Fires raced through grasslands in Kansas this week, drawing the National Guard, which captured this photo.
A series of wildfires have burned thousands of acres of grasslands in Kansas this week, and while relief might be in sight, there’s still a full day of volatile conditions ahead, officials say.
“Friday will be a very dangerous day for fire weather in many areas of the state. Some areas will see catastrophic fire weather conditions,” the Kansas Division of Emergency Management said.
Most of the state is under red flag or high wind warnings with forecast to gusts up to 40 mph in some areas Friday. Temperatures around 70 degrees are expected to drop into the 50s this weekend, with rain in the forecast, according to the National Weather Service.
Fires erupted Wednesday. Kansas Gov. Jeff Colyer made an emergency declaration for three of the fires burning in Rice County and deployed Black Hawk helicopters from the Kansas National Guard to assist in the response.
— National Guard (@USNationalGuard) March 15, 2018
According to The Wichita Eagle, state officials tracked 45 fires across the state on Thursday alone, with several breaking out in the Kansas City area. The fires burned an estimated 13,000 acres, and many remained active or out of control.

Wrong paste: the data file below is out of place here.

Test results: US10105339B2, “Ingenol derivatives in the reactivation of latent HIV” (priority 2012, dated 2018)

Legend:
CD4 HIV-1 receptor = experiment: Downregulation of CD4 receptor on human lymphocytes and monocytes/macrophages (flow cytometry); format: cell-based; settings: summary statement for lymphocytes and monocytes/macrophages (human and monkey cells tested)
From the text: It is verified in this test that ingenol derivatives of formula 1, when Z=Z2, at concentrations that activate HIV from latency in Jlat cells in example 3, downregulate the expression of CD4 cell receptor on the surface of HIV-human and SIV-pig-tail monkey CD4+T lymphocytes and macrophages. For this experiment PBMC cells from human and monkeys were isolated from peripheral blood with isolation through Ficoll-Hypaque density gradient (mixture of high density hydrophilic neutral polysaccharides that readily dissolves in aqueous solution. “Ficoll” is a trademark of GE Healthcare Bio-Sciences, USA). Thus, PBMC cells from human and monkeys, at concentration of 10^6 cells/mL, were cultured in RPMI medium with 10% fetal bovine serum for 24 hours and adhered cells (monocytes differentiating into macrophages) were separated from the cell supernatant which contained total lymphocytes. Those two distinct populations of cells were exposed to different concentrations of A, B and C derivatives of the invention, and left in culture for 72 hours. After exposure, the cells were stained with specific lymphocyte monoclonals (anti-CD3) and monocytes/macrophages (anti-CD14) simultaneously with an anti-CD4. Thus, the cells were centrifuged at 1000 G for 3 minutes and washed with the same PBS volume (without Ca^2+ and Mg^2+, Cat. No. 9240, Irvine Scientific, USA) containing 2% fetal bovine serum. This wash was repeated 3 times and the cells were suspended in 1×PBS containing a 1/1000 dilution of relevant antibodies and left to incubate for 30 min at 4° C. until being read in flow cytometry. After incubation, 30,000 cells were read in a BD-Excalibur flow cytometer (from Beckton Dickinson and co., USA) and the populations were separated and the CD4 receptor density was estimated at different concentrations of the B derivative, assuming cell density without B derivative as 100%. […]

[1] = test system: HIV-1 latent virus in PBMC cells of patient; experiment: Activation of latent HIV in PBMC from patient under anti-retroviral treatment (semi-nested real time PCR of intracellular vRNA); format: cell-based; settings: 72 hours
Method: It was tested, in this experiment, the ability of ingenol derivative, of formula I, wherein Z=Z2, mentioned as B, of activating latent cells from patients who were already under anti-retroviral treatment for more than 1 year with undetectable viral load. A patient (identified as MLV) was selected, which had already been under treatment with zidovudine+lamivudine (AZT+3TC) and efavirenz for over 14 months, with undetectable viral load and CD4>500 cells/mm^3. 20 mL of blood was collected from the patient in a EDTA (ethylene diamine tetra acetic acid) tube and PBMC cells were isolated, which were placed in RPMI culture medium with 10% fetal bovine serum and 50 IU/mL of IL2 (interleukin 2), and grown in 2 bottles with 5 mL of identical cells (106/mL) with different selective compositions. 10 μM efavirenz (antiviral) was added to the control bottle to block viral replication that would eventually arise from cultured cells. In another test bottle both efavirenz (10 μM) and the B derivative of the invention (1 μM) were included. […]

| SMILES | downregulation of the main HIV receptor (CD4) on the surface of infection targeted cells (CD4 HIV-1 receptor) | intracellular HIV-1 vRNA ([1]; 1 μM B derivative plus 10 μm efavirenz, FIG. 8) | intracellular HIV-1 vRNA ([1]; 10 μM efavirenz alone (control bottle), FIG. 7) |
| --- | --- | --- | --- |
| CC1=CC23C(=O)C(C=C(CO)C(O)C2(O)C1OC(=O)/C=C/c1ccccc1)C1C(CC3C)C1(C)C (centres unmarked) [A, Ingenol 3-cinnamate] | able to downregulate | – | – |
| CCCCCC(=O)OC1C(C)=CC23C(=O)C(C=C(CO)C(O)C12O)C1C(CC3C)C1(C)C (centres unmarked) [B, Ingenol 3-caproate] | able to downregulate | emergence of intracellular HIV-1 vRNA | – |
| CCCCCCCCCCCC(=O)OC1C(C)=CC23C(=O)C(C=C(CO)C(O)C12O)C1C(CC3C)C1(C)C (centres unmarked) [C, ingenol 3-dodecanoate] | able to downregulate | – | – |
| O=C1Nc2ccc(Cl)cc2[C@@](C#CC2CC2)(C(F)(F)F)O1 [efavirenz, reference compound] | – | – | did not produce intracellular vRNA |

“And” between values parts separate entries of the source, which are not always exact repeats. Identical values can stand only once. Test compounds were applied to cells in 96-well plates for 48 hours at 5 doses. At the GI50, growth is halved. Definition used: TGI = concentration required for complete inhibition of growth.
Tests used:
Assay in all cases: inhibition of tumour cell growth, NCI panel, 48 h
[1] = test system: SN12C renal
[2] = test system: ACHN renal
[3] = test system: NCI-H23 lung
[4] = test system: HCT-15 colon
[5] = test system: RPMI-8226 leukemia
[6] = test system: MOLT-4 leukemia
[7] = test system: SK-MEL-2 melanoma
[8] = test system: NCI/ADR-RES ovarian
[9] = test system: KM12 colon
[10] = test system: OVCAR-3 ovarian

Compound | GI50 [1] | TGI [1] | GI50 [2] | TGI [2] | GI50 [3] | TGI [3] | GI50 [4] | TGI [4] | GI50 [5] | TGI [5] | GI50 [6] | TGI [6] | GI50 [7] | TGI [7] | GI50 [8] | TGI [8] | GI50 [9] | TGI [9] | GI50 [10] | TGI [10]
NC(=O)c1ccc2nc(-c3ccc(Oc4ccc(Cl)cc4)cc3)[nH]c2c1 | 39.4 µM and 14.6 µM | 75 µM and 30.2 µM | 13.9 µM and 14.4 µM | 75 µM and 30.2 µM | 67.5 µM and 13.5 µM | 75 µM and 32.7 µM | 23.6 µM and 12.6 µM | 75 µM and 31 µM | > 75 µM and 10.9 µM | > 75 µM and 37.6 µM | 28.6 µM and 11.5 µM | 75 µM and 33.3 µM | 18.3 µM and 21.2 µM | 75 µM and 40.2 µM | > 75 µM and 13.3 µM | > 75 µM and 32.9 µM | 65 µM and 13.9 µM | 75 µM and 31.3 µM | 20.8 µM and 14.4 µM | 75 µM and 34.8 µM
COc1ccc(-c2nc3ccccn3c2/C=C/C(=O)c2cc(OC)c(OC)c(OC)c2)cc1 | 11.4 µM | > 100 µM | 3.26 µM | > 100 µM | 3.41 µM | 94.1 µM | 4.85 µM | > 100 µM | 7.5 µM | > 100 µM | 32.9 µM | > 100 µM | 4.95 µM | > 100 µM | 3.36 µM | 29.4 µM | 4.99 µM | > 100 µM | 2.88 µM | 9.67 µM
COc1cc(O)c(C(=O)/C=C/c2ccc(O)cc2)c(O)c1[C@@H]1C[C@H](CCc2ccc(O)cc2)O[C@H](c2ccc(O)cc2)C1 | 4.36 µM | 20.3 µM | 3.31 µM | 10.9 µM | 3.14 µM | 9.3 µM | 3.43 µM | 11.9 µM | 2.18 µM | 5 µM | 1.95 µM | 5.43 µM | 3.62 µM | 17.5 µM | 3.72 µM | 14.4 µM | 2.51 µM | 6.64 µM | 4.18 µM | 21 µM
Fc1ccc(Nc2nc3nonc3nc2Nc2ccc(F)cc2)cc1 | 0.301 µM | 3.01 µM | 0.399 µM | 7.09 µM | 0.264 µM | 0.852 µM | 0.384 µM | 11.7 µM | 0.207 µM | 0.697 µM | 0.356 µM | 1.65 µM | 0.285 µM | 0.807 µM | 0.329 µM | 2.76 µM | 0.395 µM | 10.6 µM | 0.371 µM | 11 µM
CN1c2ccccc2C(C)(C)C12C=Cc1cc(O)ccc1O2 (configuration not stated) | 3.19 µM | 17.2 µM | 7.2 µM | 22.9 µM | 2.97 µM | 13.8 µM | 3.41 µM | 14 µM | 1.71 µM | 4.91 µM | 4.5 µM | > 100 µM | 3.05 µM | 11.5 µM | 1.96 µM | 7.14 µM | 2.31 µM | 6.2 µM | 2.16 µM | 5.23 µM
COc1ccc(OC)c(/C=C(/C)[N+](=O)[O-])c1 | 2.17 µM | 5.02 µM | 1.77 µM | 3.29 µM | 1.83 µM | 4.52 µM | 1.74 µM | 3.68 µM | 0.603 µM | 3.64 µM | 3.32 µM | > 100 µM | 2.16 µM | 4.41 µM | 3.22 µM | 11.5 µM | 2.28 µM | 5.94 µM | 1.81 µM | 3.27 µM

One of the farms we visted today was the site of the incredible wall of fire in this photo. I am amazed at the resiliency of Kansans and our ability to come back stronger after facing adversity. #ksleg pic.twitter.com/UT8STBrfcX
— Governor Jeff Colyer (@GovJeffColyer) March 15, 2018
More detailed assessments of acreage or causes were not immediately available.
About 20 percent of the state is classified as being under an “extreme drought,” according to the latest report from the U.S. Drought Monitor.
#USDroughtMonitor released today shows extreme drought conditions now covers almost 20% @StateofKS. Severe drought expanded to 56%, moderate drought covers additional 26%. Fire danger continues & is #Redflag today. #KSDrought @DroughtCenter @KansasDeptofAg @KansasEmergency @NOAA pic.twitter.com/BpTLeYOW4O
— Kansas Water Office (@kswateroffice) March 15, 2018